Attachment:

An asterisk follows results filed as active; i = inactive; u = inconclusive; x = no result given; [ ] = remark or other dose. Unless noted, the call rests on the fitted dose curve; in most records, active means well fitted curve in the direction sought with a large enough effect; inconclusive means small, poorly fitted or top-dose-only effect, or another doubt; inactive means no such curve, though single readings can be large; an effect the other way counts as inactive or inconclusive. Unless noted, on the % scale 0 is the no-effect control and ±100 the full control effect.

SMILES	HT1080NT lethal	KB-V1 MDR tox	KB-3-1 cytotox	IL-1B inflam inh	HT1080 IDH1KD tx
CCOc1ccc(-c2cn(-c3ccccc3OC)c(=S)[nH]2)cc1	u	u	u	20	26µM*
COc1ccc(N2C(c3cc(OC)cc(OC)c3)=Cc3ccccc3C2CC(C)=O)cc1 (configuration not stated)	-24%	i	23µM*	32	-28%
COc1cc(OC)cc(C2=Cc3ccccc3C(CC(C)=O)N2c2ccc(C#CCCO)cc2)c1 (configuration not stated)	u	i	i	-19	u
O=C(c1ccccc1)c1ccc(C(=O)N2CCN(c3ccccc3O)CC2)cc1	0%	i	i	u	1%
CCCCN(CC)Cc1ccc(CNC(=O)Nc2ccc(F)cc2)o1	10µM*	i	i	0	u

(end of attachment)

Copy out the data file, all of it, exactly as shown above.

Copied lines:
An asterisk follows results filed as active; i = inactive; u = inconclusive; x = no result given; [ ] = remark or other dose. Unless noted, the call rests on the fitted dose curve; in most records, active means well fitted curve in the direction sought with a large enough effect; inconclusive means small, poorly fitted or top-dose-only effect, or another doubt; inactive means no such curve, though single readings can be large; an effect the other way counts as inactive or inconclusive. Unless noted, on the % scale 0 is the no-effect control and ±100 the full control effect.

SMILES	HT1080NT lethal	KB-V1 MDR tox	KB-3-1 cytotox	IL-1B inflam inh	HT1080 IDH1KD tx
CCOc1ccc(-c2cn(-c3ccccc3OC)c(=S)[nH]2)cc1	u	u	u	20	26µM*
COc1ccc(N2C(c3cc(OC)cc(OC)c3)=Cc3ccccc3C2CC(C)=O)cc1 (configuration not stated)	-24%	i	23µM*	32	-28%
COc1cc(OC)cc(C2=Cc3ccccc3C(CC(C)=O)N2c2ccc(C#CCCO)cc2)c1 (configuration not stated)	u	i	i	-19	u
O=C(c1ccccc1)c1ccc(C(=O)N2CCN(c3ccccc3O)CC2)cc1	0%	i	i	u	1%
CCCCN(CC)Cc1ccc(CNC(=O)Nc2ccc(F)cc2)o1	10µM*	i	i	0	u